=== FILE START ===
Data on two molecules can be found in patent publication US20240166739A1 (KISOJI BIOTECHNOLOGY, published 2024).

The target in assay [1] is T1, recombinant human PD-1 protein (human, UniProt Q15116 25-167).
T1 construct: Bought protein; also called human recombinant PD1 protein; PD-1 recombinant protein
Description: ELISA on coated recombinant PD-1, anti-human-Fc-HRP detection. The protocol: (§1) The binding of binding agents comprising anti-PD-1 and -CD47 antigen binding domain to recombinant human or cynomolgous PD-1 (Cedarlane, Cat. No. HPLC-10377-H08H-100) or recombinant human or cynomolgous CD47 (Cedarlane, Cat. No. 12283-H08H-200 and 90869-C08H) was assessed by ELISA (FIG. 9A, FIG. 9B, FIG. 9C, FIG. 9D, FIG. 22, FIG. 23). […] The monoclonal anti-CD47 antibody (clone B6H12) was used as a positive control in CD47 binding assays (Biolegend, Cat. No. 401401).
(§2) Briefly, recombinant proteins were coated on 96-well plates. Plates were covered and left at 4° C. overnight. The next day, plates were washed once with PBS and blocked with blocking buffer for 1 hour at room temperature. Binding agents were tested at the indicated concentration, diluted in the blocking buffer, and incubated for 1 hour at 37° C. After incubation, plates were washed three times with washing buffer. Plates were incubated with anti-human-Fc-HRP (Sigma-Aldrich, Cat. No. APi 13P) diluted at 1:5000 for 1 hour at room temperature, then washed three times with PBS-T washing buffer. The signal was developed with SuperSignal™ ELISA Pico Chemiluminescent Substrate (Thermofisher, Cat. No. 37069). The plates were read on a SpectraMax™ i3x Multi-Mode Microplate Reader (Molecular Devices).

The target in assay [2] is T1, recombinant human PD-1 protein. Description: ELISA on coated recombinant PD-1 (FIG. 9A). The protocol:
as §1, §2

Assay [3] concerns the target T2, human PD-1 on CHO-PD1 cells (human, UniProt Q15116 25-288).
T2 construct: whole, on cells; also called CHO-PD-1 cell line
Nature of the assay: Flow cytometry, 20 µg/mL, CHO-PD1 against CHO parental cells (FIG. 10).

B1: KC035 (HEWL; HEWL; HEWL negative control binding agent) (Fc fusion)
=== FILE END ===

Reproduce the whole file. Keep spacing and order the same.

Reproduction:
Data on two molecules can be found in patent publication US20240166739A1 (KISOJI BIOTECHNOLOGY, published 2024).

The target in assay [1] is T1, recombinant human PD-1 protein (human, UniProt Q15116 25-167).
T1 construct: Bought protein; also called human recombinant PD1 protein; PD-1 recombinant protein
Description: ELISA on coated recombinant PD-1, anti-human-Fc-HRP detection. The protocol: (§1) The binding of binding agents comprising anti-PD-1 and -CD47 antigen binding domain to recombinant human or cynomolgous PD-1 (Cedarlane, Cat. No. HPLC-10377-H08H-100) or recombinant human or cynomolgous CD47 (Cedarlane, Cat. No. 12283-H08H-200 and 90869-C08H) was assessed by ELISA (FIG. 9A, FIG. 9B, FIG. 9C, FIG. 9D, FIG. 22, FIG. 23). […] The monoclonal anti-CD47 antibody (clone B6H12) was used as a positive control in CD47 binding assays (Biolegend, Cat. No. 401401).
(§2) Briefly, recombinant proteins were coated on 96-well plates. Plates were covered and left at 4° C. overnight. The next day, plates were washed once with PBS and blocked with blocking buffer for 1 hour at room temperature. Binding agents were tested at the indicated concentration, diluted in the blocking buffer, and incubated for 1 hour at 37° C. After incubation, plates were washed three times with washing buffer. Plates were incubated with anti-human-Fc-HRP (Sigma-Aldrich, Cat. No. APi 13P) diluted at 1:5000 for 1 hour at room temperature, then washed three times with PBS-T washing buffer. The signal was developed with SuperSignal™ ELISA Pico Chemiluminescent Substrate (Thermofisher, Cat. No. 37069). The plates were read on a SpectraMax™ i3x Multi-Mode Microplate Reader (Molecular Devices).

The target in assay [2] is T1, recombinant human PD-1 protein. Description: ELISA on coated recombinant PD-1 (FIG. 9A). The protocol:
as §1, §2

Assay [3] concerns the target T2, human PD-1 on CHO-PD1 cells (human, UniProt Q15116 25-288).
T2 construct: whole, on cells; also called CHO-PD-1 cell line
Nature of the assay: Flow cytometry, 20 µg/mL, CHO-PD1 against CHO parental cells (FIG. 10).

B1: KC035 (HEWL; HEWL; HEWL negative control binding agent) (Fc fusion)